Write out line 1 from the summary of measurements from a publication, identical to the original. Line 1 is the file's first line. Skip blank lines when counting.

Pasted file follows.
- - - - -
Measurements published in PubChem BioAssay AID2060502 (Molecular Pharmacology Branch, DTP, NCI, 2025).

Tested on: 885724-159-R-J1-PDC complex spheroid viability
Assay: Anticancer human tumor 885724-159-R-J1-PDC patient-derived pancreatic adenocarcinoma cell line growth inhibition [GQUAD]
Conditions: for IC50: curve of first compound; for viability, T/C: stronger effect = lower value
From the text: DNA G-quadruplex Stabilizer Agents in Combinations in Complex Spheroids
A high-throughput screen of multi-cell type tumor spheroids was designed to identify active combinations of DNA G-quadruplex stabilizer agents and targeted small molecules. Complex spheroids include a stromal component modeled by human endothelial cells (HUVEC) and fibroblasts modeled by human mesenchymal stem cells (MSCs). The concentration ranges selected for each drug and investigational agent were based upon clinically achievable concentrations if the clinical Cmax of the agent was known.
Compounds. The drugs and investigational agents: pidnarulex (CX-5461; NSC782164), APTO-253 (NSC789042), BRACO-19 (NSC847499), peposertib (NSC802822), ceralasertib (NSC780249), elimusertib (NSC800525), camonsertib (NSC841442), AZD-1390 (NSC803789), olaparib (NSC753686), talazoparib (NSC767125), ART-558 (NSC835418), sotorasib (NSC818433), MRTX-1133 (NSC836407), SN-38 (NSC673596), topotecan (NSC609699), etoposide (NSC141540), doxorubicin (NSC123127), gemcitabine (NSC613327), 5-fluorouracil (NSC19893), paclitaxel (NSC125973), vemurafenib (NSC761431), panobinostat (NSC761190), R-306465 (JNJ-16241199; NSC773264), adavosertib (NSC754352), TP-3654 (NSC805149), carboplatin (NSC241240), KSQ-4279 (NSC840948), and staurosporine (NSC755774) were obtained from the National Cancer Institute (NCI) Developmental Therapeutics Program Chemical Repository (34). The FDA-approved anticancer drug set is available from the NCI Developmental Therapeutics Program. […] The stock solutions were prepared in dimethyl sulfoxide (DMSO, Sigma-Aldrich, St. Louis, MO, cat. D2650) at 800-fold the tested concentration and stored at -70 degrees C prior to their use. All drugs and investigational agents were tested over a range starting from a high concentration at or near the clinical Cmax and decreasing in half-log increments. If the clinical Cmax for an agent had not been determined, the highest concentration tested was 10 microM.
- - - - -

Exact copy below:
Measurements published in PubChem BioAssay AID2060502 (Molecular Pharmacology Branch, DTP, NCI, 2025).